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Coal mining has ended on Black Mesa. What happens now?

Cliffrose.JPG
Melissa Sevigny
/
KNAU
Cliffrose is one of the plants being restored to the Kayenta Mine Complex; it's used in Navajo medicine and ceremony.

The Kayenta Mine Complex on tribal lands in northeastern Arizona once supplied the coal that lit up homes in Los Angeles and pumped water to Phoenix. The mine closed in 2019, and now Navajo and Hopi people want the land returned so they can use it to graze livestock and gather culturally important plants. Mine reclamation is well underway, but the process is slow, and some worry it’s taking too long. KNAU’s Melissa Sevigny reports.

Houses and hogans fringe the shuttered Kayenta Mine Complex, and dirt roads cut through it, marked by signs for school bus stops, as well as warnings about explosives and heavy machinery. Eric Bronston gives a tour of the place where he worked for forty years. “Back in ’79 the pit was still on that side when I came,” he says, pointing out the open window of his truck.

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Melissa Sevigny
/
KNAU
Public roads cut through the Kayenta Mine Complex, where signs still warn about explosives and heavy machinery. Mining ended in 2019.

The open pits are gone from this part of the mine; it’s mostly covered in grass now, but a few hillsides are scattered with cliffrose, rabbitbrush, and sage—plants used by Navajos in medicine and ceremony. Bronston parks his truck near a four-foot-high juniper tree.

“This guy, it’s doing really good, it’s hard to reestablish this juniper,” he says.

Bronston was part of the crew that replanted the strip-mined landscape.I’m proud to be part of it, because it’s going to be a forest pretty soon here,” he says.

Peabody Energy began to mine on Black Mesa in the 1970s, before environmental regulations required much oversight. That changed in 1977 with the Surface Mining Control and Reclamation Act. Vern Pfannensteil was a reclamation manager for Peabody at the time. “The move toward predominately native species is required in the regulations, and it’s a good thing, because the native plant communities… are more assured of sustainability,” he explains.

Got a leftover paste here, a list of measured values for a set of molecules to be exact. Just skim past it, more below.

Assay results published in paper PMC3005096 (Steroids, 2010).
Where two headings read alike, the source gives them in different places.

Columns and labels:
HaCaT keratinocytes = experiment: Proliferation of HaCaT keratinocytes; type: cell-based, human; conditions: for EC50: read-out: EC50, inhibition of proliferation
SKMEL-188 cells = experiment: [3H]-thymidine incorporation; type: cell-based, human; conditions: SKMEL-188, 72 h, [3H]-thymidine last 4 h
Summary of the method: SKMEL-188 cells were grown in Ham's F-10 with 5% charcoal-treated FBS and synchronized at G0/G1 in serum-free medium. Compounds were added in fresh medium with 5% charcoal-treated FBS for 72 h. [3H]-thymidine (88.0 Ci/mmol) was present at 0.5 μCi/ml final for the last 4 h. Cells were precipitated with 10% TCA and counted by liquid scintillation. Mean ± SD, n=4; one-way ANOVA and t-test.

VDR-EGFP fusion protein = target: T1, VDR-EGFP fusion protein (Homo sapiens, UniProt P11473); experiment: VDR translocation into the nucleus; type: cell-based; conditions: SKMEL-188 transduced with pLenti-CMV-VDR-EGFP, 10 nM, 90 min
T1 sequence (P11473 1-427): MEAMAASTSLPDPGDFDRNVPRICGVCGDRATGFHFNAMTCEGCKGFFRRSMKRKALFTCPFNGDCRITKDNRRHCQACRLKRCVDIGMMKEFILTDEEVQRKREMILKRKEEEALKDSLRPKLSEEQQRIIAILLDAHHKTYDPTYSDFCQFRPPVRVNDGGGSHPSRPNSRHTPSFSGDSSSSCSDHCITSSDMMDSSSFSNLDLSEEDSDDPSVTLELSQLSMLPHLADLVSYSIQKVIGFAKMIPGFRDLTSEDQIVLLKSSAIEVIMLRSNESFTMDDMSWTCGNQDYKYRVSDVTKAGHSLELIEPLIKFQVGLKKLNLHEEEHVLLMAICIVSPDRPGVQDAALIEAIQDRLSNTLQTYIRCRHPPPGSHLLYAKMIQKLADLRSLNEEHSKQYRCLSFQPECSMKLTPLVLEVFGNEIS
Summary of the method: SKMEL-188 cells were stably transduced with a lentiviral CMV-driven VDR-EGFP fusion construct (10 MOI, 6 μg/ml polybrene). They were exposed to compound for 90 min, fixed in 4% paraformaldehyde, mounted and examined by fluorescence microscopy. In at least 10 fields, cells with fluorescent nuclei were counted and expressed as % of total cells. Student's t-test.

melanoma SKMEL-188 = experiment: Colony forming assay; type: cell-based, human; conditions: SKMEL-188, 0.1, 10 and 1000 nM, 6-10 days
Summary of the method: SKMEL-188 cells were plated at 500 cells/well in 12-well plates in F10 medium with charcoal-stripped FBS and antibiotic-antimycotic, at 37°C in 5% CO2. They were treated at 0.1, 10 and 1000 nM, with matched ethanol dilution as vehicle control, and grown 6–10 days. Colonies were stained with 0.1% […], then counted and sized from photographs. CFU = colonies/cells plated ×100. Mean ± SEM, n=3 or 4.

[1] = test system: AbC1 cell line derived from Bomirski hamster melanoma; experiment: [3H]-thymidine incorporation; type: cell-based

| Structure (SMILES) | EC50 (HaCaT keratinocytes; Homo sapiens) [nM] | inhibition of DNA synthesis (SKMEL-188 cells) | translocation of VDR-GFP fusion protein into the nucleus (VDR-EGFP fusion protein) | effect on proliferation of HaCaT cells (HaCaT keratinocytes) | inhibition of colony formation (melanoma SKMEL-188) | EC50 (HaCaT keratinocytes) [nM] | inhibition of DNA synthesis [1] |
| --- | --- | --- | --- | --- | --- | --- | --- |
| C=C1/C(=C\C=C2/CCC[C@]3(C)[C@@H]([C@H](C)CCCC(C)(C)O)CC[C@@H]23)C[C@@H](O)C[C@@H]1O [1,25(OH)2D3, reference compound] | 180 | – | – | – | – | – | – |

He says the law also requires the company to monitor the replanted land for 10 years, “and it takes incredible application of best practices, timing and moisture—God willing, we pray for rain just like a farmer does.”

Just over 80 percent of the Kayenta Mine footprint has been replanted. Reclamation happened concurrent with the mining, so the area is a patchwork of places restored before and after the new rules kicked in. Bronston and Pfannensteil say they have faith the process will, in time, make the land available again for livestock grazing and plant collecting.

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Melissa Sevigny
/
KNAU
The darker square of vegetation is a Cultural Plant Area, where juniper, pinon, cliffrose, rabbitbrush, sage, and other culturally significant have been restored. Cultural plant areas like this make up 5 percent of the land reclaimed on Kayenta since updated practices were adopted in 1990. The rest of the complex is seeded with native and nonnative grasses meant to provide livestock grazing. A telephone pole in the distance has been left as a perch for raptors.

But local activists point out parts of the mine that shut down 17 years ago still haven’t been replanted, and argue the reclamation rules adopted in 1990 are now decades out of date.

Nicole Horseherder directs the nonprofit group Tó Nizhóní Ání. “We’re in a time when all this is unknown. We don’t know what our lives are going to be like after the lands are returned to us for use,” she says. She wants a new public comment process now that the mine has closed.

“I’m not a plant expert, I’m not a reclamation expert,” Horseherder says. “However, I am a person from Black Mesa. I do herd sheep. I do farm. I do go out and harvest wild tobaccos, wild herbs.”

Public meetings were supposed to happen when Peabody Energy applied for a permit renewal in 2020. That’s a routine process and isn’t expected to result in major changes to the reclamation plan, according to Mychal Yellowman, tribal liaison for the Office of Surface Mining Reclamation and Enforcement. He says the process is on hold because of the pandemic.

“I think had COVID not happened, there would have been more opportunities to meet with the locals out there, which I do regret,” Yellowman says.

Locals like Marie Gladue. She’s angry that Kayenta coal helped faraway cities prosper… and left people in her own community, she says, feeling hopeless about protecting their rights and access to their land. “Where the mining happened, my father came directly from that land…. I just think that that isn’t right, the way that all that happened,” she says.

Gladue fears healing for her people is not forthcoming.

“If you make the land suffer, the people are going to suffer,” she says.

As reclamation continues in the wake of the mine’s closure, residents who want to graze animals or gather plants there still need permission from Peabody Energy, which declined to give an interview for this story. The last open pits are scheduled to be regraded by 2026, which puts the final release of the lands to the Navajo and Hopi nations sometime in the late 2030s.

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Melissa joined KNAU's team in 2015 to report on science, health, and the environment. Her work has appeared nationally on NPR and been featured on Science Friday. She grew up in Tucson, Arizona, where she fell in love with the ecology and geology of the Sonoran desert.